Weigh in on Tiny Home Designs at Next Historic Conservation Board Meeting

Stroll down Main Street or Vine Street and you might get a homogenous picture of Over-the-Rhine’s fabric. Brick buildings two-, three-, or four-stories in height, built up to the sidewalk, with dentils (nothing to do with teeth), and exquisite cornices projecting from the roof line.

It’s an amazing experience, but it’s not fair to whitewash all of Over-the-Rhine with that picture.

Over-the-Rhine’s buildings have been historically diverse, just like its residents. Some have long been forgotten. Many industrial and manufacturing buildings stand proud north of Liberty Street, small streets not more than a block long are held dear by longtime owners, and the hillsides are dotted with vacant land.

Historic buildings should be treasured, and thankfully, they typically are. However, there’s not a conclusive argument for what style of architecture fits best in existing buildings’ shadows. There need not be one. For new construction, style should be irrelevant.

Over-the-Rhine’s ‘magic’ is owed to building location, massing, composition, and rhythm. Most historic buildings owe their looks to outdated modes of construction when labor was cheap, and material applications that predate standardization and mass production. Pastiche is disrespectful to the historic context and rarely responds to contemporary concerns for the environment.

In fact, the Conservation Guidelines for the Over-the-Rhine Historic District state imitation should not happen: “New construction should be well-designed but should not replicate the existing buildings.”

I’m developing two “tiny” homes on Peete Street in Over-the-Rhine that I hope will add value to the historic fabric. They’re small – one- or two-stories tall – and sans brick, intentionally designed to embrace contemporary technologies and construction practices.

Are these “tiny” homes appropriate in Over-the-Rhine, specifically at 142 and 144 Peete Street? Some of this discussion is my opinion, I welcome yours.

The Cincinnati Historic Conservation Board will provide preliminary feedback on my designs June 22 at 3pm. You’re invited. If you want to buy a tiny home, be there. If you want to show your support, be there. If you don’t think tiny homes are appropriate in Over-the-Rhine, well…you might want to be there before it’s too late.

Historic Conservation Board meetings occur every other week and are always open to the public. The next meeting is Monday, June 22 at 3pm in the J. Martin Griesel Room, Centennial Plaza Two, Seventh Floor, 805 Central Avenue, Cincinnati, Ohio 45202.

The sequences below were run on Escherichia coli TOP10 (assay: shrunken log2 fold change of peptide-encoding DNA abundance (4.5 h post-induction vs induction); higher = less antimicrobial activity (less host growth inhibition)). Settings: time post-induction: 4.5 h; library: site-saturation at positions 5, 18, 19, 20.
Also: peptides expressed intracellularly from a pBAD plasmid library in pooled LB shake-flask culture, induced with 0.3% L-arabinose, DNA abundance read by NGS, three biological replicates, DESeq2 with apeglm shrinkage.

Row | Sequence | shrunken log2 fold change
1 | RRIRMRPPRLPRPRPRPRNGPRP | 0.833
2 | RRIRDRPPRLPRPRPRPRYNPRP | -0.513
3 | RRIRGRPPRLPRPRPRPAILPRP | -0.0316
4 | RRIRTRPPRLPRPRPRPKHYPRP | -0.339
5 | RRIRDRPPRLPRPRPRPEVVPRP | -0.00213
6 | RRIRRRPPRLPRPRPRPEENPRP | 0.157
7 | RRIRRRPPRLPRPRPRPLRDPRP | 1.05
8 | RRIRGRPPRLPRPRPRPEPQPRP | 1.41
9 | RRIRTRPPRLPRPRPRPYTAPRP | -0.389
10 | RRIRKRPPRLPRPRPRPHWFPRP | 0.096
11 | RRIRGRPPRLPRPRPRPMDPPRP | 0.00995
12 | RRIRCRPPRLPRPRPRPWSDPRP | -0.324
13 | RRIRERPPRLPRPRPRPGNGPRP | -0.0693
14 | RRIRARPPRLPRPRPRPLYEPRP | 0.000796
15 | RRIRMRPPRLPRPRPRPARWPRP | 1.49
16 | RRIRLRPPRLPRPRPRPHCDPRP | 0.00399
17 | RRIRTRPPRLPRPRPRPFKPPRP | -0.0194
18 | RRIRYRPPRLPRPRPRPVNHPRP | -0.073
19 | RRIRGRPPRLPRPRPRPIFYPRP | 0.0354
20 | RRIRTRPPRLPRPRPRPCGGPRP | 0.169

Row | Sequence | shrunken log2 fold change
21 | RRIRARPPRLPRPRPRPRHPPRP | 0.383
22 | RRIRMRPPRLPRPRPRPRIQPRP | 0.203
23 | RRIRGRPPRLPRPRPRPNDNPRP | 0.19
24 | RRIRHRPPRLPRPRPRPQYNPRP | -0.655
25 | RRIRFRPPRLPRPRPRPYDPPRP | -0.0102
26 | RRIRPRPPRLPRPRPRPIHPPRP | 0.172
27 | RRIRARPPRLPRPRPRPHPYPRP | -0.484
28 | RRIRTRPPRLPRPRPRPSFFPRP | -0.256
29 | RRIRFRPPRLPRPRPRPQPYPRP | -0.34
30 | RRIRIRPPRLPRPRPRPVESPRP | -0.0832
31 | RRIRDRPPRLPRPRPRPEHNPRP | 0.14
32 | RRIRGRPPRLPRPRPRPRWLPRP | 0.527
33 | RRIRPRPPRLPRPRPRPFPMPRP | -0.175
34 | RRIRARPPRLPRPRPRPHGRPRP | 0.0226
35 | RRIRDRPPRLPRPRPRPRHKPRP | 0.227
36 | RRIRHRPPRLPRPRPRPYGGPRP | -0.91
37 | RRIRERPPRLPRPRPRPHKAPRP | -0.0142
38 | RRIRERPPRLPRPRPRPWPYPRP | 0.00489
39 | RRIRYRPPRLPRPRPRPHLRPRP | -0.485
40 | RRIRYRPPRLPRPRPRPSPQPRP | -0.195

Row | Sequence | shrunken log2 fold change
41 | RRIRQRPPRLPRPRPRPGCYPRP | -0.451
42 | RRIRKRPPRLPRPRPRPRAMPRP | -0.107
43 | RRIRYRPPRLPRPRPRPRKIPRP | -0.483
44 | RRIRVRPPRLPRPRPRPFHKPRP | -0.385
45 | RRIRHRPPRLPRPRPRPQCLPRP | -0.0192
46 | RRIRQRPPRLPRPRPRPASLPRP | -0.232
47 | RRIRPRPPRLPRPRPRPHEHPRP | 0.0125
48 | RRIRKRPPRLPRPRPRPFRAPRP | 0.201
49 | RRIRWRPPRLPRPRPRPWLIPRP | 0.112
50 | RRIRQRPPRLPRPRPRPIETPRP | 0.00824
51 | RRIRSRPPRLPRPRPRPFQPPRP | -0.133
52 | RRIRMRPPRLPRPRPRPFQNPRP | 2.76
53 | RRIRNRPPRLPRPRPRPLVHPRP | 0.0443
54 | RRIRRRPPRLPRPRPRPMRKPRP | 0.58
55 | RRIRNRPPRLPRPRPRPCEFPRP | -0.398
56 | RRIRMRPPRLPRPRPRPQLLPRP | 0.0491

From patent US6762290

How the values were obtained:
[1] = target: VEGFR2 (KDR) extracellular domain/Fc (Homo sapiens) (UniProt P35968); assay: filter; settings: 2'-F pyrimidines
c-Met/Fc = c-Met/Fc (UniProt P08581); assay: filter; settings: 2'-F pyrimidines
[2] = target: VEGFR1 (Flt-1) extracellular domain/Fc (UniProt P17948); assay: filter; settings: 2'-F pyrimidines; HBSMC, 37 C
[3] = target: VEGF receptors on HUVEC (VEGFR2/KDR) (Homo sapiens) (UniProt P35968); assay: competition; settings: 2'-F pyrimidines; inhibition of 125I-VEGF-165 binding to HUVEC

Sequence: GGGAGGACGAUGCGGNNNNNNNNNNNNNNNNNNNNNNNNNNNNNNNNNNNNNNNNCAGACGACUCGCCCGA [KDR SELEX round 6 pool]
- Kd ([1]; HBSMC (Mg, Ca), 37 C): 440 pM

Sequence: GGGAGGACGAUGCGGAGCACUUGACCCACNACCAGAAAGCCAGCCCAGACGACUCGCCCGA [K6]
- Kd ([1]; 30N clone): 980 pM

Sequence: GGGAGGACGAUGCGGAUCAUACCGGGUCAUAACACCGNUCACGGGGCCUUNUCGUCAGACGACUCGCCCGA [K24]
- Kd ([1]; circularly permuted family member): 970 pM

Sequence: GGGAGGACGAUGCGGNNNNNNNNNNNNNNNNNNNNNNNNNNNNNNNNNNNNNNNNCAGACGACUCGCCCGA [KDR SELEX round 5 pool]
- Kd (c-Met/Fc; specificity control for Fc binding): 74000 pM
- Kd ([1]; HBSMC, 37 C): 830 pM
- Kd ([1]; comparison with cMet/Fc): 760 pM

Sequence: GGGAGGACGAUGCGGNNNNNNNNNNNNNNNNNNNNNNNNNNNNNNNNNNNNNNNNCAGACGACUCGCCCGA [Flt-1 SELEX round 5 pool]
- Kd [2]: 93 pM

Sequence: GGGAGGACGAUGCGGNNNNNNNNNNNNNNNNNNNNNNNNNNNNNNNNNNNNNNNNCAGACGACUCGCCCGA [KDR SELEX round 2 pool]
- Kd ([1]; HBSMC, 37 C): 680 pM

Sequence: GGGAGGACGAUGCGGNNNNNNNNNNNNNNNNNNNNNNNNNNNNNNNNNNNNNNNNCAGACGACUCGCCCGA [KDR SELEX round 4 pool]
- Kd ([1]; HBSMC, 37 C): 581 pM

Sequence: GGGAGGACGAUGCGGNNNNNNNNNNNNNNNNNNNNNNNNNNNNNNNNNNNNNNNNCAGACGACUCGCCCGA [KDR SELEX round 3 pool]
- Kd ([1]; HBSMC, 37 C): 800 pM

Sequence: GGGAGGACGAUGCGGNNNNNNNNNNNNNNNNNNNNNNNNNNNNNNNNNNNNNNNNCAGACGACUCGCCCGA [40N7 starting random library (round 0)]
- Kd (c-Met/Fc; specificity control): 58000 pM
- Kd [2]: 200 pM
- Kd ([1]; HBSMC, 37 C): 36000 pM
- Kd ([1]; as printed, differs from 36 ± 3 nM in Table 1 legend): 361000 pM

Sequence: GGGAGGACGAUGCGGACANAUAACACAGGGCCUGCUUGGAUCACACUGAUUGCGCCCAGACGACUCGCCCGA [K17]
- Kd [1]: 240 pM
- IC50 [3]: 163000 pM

Centennial Plaza is one block west of City hall and a 12 minute walk from Government Square Transit Center, and is within close proximity to Metro routes 1, 6, 20, 32, 33, 49, 50, 67. Individuals with disabilities requiring special accommodations to participate in or attend any meeting should call the Historic Conservation Office at 513-352-4888 seven days prior to the meeting.

  • EDG

    I think your building works given the context north of Liberty but I’m not sure you need the confusing anti-Victorian op-ed. Victorian architecture in many instances uses siding like your building does and your fenestration and eave look good. Add a few brackets in the eave (orange would look cool), a small header above each window and you have an Italianate rowhouse. The original local tiny house style isn’t fundamentally different than your proposal

    • I didn’t read it as anti-Victorian. Rather, I read this as anti-new construction trying to look as if it’s Victorian, or any other historical architectural design for that matter.

    • EDG

      Well if that’s what the article is actually about (which is misleading from the headline), then he makes a very weak and narrow argument. Roebling Row apts in Covington is a poor take on Victorian yet it does a serviceable job and would trick most people’s eye, all of the new and expensive Griewe condos in Mariemont are Tudor and another example is the Strayer Center on the campus of Notre Dame built in 2013. And exactly what is the “pastiche” Victorian example of new construction in OTR he’s against because every new building I can think of is contemporary.

  • Aaron Watkins

    Still has the parking space, which kind of defeats the whole purpose to me. Would much rather see more glass and better integration of the parking if it is necessary. A la this..

    • EDG

      Is that still “tiny”?

  • Aaron Watkins

    Or this..

  • Jonathan Hay

    I think too much red tap usually holds back neighborhoods. Even OTR where something is destroyed it takes a public/private “partnership” and millions of dollars to do anything. Tiny homes are fine, but we should not mandate the parking. Let the market decide parking.

  • Chuck Lohre

    Thanks for the article Bradley. I’m sorry I can’t make the review but will keep promoting the project.

  • Paul

    Small houses are great but you need to be creative in furnishing them. I came across this company whos tag line is “Double your Space” . Seems like a great idea since you only use the bed for sleeping. Some great pictures and ideas at http://www.hiddenbedusa.com .